The Ponemon Institute predicts that on average the cost of an unplanned outage like the one NOTAM experienced runs to about $9000 per minute, leading to $540,000 per hour. There would be many other indirect costs over and above this as well. Additionally, customer satisfaction and employee productivity take a beating too.
So what can an enterprise do?
Here are four ways recommended by McKinsey to improve technology service resilience.
First, McKinsey recommends, going beyond the triggers to look for root causes and patterns instead of looking at things superficially. For instance, it is often the surge events that lead to outages and breakdowns. So, don’t just look at it as a system overload, instead dig deeper to find the root cause of the problem. Was it poor capacity planning? Was it insufficient load or performance testing? Was it the rigid architectures that were too easy to break? To build resilience these triggers need to be carefully studied and analyzed.
When the enterprise has a clear understanding of the root cause, systemic improvements can be implemented to build system resilience, which would significantly help reduce such incidents in the future.
The second way that McKinsey recommends is integration and automation for preventing and detecting the issues quicker. A lot of enterprises have separate development, testing, and production environments. Monitoring these environments can be just as fragmented and challenging. To overcome the limitations of this, it is recommended to identify the most critical customer journeys and then modernize & automate the underlying processes end-to-end. Solutions for this could range from building a single management console for tracking and aggregating the alerts across all possible customer journeys or building self-healing systems that execute automated scripts whenever there is an anomaly. Improvements in how change requests are handled would also help enterprises.
The third way recommended by McKinsey is to develop tools and expert networks to speed up the incident response by the enterprise. This aims to reduce the frequency and severity of outages and breakdowns, as well as minimize their impact. For this, enterprises would need access to expertise and also maintain clear, ongoing communication with all the stakeholders, including the customers. Knowledge repositories need to have user-friendly tools to help concerned teams implement troubleshooting measures quickly. McKinsey says, “Cataloging relevant subject-matter experts—both inside and outside the IT function—and bringing groups together for occasional brown-bag discussions and tabletop exercises have helped leaders create stronger networks of experts, which has led to faster and more effective responses to resiliency issues.”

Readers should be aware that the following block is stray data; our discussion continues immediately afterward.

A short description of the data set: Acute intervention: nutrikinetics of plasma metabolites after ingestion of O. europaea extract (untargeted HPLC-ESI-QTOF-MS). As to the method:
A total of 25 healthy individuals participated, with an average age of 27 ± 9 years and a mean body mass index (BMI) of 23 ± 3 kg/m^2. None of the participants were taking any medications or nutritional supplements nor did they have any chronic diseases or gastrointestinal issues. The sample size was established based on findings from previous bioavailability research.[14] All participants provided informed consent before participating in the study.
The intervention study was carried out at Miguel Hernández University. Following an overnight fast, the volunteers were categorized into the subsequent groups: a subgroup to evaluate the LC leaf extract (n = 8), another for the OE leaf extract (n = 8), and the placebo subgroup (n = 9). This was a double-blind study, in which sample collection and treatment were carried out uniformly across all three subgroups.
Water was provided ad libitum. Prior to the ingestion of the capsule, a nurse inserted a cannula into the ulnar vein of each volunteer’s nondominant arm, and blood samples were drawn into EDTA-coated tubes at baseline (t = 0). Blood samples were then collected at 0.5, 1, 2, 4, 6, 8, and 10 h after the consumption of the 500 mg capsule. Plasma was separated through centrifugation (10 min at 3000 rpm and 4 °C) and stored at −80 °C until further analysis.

The fourth means to achieve system resilience is to make sure problem management has structure and more importantly teeth. If that sounds confusing, let us explain. Enterprises need to have problem-management teams in place. The problem management team would carefully analyze the incident and the response to it. Based on their findings, they would make recommendations of what went wrong and what could be done better. These suggestions should not be ignored and should be carefully implemented as soon as possible. Enterprises need to have clearly defined service-level agreements or SLAs in place to drive accountability among the problem management team as well as the implementation of the recommendations they make. Having some institutional clout, such as strong CIO engagement would also help the cause of the problem management team.
Building system resilience is extremely important. Every enterprise today is at enough risk from the outside world, the least it can do is to minimize risk from internal factors like outages and breakdowns because the system was not resilient enough. These things can go a long way in safeguarding an organization’s interests and reputation while eliminating the possibility of incurring tremendous losses due to these issues. Needless to say, this must be taken very seriously and actions must be taken to mitigate this risk as soon as possible in every enterprise.
With that, we come to the end of this week’s podcast episode. Hope you enjoyed listening to us. To learn more about our courses as well as the ongoing promotions and offers, visit our website at www.cognixia.com. You can talk to us through the chat function on the website and get an immediate response to your queries too. Our live online instructor-led training and certifications are designed to help you imbibe all the important skills and knowledge essential to take the next big leap in your career & achieve your professional goals.
Until next week then, happy learning!~ Sunny Shah